In late July, Plains Midstream requested to re-open the pipeline and begin to ship oil to Edmonton again.

In June 2011, an oil spill occurred about 25 miles off the coast of China's Shandong province in Bohai Bay. A second spill followed in July.

In late August, it was reported that ConocoPhillips had discovered more oil seeps in Bohai Bay, although only "1 to 2 liters (a quarter to a half-gallon) of oil and drilling mud were being released each day."

The company reported that the 2011 spills released 700 barrels of oil and 2,500 barrels of drilling mud into the bay and that most of it was recovered. In September, China's State Oceanic Administration claimed that oil was still seeping underwater.

In early 2012, Texas-based ConocoPhillips reached a settlement deal with the Chinese government for $160 million.

In July 2011, a pipeline beneath Montana's Yellowstone River ruptured and sent an oil plume 25 miles downstream, reported AP.

Despite reassurances from ExxonMobil that the pipeline was safe, the July spill released what was originally estimated to be 42,000 gallons of oil. With other 1,000 workers assisting the cleanup, ExxonMobil estimated that it would cost $135 million to clean the river.

In January 2012, it was reported that ExxonMobil had increased its estimate of the spill size by 500 barrels. AP later reported the estimated spill size as 63,000 barrels.

In August 2011, an oil rig off the eastern coast of Scotland began leaking oil into the North Sea. Royal Dutch Shell, which operates the Gannet Alpha oil rig, initially reported that 54,600 gallons of oil were spilled.

A second leak soon occurred, turning the spill into the worst in the North Sea in a decade, reported AP.

Several days later, Shell announced that it had "closed a valve from which oil was spilling into the North Sea," according to AP. The spill released about 1,300 barrels of oil, which spread out over a 2.5 square mile (6.7 square kilometer) area.

 In mid-November 2011, Brazilian authorities began investigating an offshore spill near Rio de Janeiro, reported AP.

Chevron initially reported that between 400 and 650 barrels of oil had spilled into the Atlantic, while a nonprofit environmental group using satellite imagery estimated that the spill rate was at least 3,738 barrels per day.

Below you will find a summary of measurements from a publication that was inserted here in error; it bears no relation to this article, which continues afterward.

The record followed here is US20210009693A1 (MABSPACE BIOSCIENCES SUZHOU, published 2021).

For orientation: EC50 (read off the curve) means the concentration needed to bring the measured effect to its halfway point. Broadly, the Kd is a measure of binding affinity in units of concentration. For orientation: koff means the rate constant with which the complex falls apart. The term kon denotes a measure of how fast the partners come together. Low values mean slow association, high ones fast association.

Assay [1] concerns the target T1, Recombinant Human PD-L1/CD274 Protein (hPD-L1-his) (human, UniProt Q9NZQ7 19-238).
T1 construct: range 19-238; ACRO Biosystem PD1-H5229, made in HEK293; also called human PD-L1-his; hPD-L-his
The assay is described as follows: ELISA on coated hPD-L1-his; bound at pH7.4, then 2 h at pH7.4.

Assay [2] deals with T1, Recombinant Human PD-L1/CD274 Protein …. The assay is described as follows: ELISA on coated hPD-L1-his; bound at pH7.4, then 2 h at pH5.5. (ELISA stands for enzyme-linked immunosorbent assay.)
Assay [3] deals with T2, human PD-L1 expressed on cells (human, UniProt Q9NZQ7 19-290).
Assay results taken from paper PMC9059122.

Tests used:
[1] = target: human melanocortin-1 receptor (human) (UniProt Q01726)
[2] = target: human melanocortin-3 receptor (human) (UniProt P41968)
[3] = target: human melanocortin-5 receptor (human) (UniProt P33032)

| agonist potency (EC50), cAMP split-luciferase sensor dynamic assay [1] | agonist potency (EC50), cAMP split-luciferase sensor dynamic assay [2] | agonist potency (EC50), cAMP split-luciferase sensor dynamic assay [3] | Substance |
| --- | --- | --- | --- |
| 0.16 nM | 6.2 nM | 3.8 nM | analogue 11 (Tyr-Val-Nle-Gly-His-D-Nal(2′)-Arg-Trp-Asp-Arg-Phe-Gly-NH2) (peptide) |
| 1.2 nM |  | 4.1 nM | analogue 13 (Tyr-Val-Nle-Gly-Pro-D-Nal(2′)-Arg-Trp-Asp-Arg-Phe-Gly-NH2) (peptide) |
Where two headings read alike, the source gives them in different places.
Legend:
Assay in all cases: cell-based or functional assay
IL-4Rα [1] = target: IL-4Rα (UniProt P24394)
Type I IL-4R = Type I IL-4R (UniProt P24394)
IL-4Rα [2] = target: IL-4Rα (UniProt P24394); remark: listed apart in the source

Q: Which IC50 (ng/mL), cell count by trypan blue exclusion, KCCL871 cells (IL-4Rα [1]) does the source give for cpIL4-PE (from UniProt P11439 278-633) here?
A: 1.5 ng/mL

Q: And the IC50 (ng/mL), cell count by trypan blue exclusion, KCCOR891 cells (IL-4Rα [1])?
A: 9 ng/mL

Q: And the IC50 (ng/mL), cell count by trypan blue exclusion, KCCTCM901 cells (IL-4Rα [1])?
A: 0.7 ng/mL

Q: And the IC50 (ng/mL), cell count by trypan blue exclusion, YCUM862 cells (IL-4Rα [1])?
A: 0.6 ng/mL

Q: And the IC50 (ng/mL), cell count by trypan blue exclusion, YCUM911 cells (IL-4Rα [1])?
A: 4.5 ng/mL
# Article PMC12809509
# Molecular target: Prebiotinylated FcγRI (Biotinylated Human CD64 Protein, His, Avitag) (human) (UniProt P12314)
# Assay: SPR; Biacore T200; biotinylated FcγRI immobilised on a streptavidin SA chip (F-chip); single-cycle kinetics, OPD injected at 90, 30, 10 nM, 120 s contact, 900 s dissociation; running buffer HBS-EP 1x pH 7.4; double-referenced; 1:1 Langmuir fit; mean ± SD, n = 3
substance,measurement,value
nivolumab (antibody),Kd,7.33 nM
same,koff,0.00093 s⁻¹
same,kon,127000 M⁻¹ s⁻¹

Chevron soon claimed full responsibility for the spill. The brazilian division's COO said, Chevron "takes full responsibility for this incident," and that "any oil on the surface of the ocean is unacceptable to Chevron," reported AP.

In December, Brazilian prosecutors announced that they were seeking $10.6 billion in damages from Chevron for the spill that leaked nearly 3,000 barrels of oil.

In March 2012, a Brazilian federal judge allowed prosecutors to file criminal charges against Chevron and Transocean and 17 executives from both companies were barred from leaving Brazil.
 In October 2011, a Liberian-flagged cargo ship ran aground on a reef in Northern New Zealand and began leaking oil.

With oil washing up on shore, a government minister deemed it the country's largest maritime environmental disaster a week later.

Although over 2,000 sea birds were killed by the spill that spilled about 400 tons of fuel oil, 343 little blue penguins were rescued and cleaned of oil. [Watch video of the penguins' release into the wild here.]

In January, half of the stricken Rena began sinking into the sea after breaking apart and spilling over 100 cargo containers.

The spill, which took place near the coast of Nigeria, was reported as "likely the worst to hit those waters in a decade," according to AP.

After two days, the spill had affected 115 miles (185 kilometers) of Nigerian coastline.

Several days after the December 20 spill, Shell reported that the leak -- which occurred about 75 miles offshore -- had been contained before it reached the Nigerian coast.

The spill, which covered 350 square miles of ocean at its peak, was reported as having released less than "40,000 barrels -- or 1.68 million gallons" of oil.